A recent analysis of U.S. crash data by the journal BMJ Open Access shows wheelchair users are 36 percent more likely to die in crashes with cars compared to pedestrians not bound to wheelchairs. The study, conducted by experts at Georgetown University in Washington D.C., began by reviewing data from the National Highway Traffic Safety Administration’s Fatality Analysis Reporting System (FARS) and news stories related to car crashes.
While the data doesn’t necessarily show why wheelchair users are more likely to die than other pedestrians, experts speculate the following are causes that may increase the likelihood of a fatal accident:
- Drivers are less likely to see wheelchair users, delaying reaction time
- Wheelchair users are closer to the ground and are hit squarely, which can cause more serious injuries
- Wheelchair users sometimes have preexisting medical conditions that make them more susceptible to fatal injuries
- Wheelchair users do not maneuver or react the same as other pedestrians do in the face of an oncoming collision
- Roads and sidewalks are not designed to accommodate people with disabilities
In data collected from 2006 to 2012, roughly 528 pedestrian wheelchair users were killed in traffic collisions, which is a marginally higher death rate than the general population.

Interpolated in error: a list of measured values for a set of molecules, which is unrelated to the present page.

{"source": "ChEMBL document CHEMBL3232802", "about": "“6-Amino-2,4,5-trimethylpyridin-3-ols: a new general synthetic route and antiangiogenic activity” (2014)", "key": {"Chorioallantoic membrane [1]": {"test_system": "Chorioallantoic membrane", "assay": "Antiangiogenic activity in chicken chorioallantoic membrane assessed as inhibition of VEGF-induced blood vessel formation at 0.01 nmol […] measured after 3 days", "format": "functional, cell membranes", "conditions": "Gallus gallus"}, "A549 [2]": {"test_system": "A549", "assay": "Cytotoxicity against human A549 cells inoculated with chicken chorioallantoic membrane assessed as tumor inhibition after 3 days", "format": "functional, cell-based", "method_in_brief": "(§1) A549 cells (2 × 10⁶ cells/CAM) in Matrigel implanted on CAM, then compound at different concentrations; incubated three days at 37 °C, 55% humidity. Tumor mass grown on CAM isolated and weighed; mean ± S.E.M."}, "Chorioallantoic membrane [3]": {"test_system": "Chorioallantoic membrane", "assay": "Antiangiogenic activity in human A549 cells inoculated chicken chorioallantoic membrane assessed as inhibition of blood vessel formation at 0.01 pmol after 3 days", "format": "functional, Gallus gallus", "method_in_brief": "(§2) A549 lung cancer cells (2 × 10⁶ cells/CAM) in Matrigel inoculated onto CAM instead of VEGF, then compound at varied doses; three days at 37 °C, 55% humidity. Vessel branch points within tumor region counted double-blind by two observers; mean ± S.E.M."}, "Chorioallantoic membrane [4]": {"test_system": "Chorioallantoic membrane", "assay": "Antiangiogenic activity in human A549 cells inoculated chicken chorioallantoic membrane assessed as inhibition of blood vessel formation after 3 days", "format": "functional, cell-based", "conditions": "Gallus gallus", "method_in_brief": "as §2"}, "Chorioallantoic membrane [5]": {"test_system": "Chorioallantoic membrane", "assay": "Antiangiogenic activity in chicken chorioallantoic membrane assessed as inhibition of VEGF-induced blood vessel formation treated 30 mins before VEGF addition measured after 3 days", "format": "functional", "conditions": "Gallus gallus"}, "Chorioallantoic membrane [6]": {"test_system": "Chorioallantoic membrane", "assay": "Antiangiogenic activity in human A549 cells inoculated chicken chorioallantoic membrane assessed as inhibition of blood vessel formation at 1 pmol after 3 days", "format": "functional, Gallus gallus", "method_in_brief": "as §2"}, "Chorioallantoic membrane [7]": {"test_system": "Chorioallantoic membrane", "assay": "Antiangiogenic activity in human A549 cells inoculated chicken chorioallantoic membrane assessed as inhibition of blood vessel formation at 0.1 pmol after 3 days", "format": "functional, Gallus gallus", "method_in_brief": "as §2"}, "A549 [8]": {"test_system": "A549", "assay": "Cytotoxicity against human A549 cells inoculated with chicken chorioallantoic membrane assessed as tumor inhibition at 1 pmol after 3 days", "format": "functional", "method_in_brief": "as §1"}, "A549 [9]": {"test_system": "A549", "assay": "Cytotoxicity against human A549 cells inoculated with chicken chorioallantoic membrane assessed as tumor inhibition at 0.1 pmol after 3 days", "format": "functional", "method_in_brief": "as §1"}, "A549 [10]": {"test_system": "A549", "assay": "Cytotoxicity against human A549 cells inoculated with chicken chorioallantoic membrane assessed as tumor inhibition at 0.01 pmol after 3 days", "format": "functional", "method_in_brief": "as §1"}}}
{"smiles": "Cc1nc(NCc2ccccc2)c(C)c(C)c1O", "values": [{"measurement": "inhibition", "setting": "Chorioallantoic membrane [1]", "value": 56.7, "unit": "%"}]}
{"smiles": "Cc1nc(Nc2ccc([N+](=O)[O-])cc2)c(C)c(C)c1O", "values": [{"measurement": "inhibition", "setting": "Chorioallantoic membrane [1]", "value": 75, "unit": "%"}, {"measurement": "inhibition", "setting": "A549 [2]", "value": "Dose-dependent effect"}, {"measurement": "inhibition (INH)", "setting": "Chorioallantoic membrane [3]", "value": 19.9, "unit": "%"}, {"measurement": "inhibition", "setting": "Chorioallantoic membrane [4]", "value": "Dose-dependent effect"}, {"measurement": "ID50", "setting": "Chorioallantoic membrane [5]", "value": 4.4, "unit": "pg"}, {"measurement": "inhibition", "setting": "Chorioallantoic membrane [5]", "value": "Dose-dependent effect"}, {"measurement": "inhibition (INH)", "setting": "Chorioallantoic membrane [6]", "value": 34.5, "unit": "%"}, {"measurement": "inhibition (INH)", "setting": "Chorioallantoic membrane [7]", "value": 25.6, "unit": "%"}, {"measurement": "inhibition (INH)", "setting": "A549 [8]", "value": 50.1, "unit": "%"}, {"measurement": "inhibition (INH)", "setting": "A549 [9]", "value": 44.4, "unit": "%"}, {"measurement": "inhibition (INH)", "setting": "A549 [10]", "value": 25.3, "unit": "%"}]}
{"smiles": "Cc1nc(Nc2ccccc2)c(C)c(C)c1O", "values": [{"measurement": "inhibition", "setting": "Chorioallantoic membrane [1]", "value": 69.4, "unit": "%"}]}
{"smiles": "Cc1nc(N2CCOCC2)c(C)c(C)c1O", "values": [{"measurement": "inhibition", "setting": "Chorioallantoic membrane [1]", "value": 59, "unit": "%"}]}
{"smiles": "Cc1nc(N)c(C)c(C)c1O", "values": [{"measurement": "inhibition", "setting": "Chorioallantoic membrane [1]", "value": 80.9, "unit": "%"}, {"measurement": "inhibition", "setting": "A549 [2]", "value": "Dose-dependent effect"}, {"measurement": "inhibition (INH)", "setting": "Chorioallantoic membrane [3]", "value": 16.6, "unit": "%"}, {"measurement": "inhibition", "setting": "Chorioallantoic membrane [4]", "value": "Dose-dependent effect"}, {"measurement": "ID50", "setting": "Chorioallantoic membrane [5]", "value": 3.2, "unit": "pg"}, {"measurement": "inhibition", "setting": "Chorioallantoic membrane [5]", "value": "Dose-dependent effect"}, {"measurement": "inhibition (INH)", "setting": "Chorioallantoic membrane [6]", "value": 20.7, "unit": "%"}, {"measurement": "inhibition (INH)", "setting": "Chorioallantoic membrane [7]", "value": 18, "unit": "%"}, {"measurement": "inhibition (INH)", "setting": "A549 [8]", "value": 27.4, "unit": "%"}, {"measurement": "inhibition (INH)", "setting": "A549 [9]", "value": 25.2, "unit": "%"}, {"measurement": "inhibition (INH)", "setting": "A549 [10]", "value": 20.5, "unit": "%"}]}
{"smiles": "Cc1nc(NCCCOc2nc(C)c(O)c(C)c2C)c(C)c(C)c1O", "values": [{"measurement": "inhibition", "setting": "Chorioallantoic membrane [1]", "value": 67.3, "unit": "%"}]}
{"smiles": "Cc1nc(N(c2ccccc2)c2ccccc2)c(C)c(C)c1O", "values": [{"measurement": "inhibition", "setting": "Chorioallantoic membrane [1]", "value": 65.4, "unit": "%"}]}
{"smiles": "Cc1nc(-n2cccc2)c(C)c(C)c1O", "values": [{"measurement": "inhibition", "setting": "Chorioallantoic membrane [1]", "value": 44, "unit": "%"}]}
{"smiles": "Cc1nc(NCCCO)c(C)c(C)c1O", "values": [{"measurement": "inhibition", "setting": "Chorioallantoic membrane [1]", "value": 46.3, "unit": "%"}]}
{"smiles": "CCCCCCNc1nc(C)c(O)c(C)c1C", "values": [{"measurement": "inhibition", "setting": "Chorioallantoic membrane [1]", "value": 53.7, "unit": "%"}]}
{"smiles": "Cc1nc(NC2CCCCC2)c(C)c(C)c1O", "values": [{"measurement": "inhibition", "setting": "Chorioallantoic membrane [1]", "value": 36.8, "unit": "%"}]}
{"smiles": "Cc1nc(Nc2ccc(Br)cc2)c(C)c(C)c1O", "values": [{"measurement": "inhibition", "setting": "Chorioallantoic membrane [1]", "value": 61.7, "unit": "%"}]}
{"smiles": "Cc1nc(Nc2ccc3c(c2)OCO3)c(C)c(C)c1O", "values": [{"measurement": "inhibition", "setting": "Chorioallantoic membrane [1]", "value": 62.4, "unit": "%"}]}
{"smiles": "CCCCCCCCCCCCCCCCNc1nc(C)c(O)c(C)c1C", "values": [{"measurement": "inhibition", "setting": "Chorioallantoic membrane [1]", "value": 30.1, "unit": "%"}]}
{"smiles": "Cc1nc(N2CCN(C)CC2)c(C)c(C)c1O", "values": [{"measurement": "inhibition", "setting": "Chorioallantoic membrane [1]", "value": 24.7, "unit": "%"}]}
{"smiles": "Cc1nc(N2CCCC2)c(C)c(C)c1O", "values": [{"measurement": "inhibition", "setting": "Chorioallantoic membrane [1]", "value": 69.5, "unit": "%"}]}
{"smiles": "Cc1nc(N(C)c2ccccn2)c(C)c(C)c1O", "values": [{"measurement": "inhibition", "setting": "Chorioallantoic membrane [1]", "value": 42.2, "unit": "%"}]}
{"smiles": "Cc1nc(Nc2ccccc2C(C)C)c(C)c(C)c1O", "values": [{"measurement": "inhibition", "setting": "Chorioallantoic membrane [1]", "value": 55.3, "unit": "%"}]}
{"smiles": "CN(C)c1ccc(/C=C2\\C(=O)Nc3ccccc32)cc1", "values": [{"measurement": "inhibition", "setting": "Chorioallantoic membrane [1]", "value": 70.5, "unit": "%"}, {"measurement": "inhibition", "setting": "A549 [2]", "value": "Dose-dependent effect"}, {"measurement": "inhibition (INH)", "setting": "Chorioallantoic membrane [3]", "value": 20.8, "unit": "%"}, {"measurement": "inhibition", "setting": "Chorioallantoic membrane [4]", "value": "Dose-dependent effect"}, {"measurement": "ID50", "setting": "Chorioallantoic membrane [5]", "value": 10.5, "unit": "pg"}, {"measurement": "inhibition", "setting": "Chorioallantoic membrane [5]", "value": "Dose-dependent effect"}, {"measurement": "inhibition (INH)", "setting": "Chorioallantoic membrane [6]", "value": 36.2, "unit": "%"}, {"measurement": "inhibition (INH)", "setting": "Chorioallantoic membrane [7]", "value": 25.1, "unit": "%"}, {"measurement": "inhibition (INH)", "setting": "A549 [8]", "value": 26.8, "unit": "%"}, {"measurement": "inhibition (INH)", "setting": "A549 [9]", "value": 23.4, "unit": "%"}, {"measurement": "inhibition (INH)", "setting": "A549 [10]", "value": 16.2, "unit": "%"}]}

What Can I Do to Protect Pedestrian Wheelchair Users?
People with disabilities make up approximately 20 percent of the U.S. population. While the Americans with Disabilities Act created the “Curb Ramps and Pedestrian Crossings” requirement to accommodate pedestrian wheelchair users, it is not necessarily effective in protecting them. That is, in part, up to the driver. To help keep those who are in a wheelchair safe, drivers can do the following:
- Approach all crossings with caution, even if you have the right of way
- Stop within five feet of a crosswalk
- Wait for pedestrians who are disabled to use the curb ramps
- Always look before you turn, especially when you’re turning right on a red light
- Never engage in distracted driving, like texting or talking on the phone
According to the study in the journal BMJ Open Access, approximately half of all fatal crashes happened in intersections. Roughly 39 percent of those intersections did not have any traffic control devices, such as stop signs or stoplights. Of those intersection crashes, 48 percent involved a pedestrian wheelchair user. Of that group, 18 percent of those cases had no crosswalk available to the wheelchair users.
That said, cities need to look at dangerous intersections and make changes that accommodate pedestrians with disabilities (ahem, we’re looking at you, Washington, D.C.).
The attorneys at Koonz, McKenney, Johnson, DePaolis & Lightfoot, L.L.P. are long-time advocates for people with disabilities and fight to ensure any involved in pedestrian accidents in the Washington, D.C., Maryland and Virginia areas receive justice.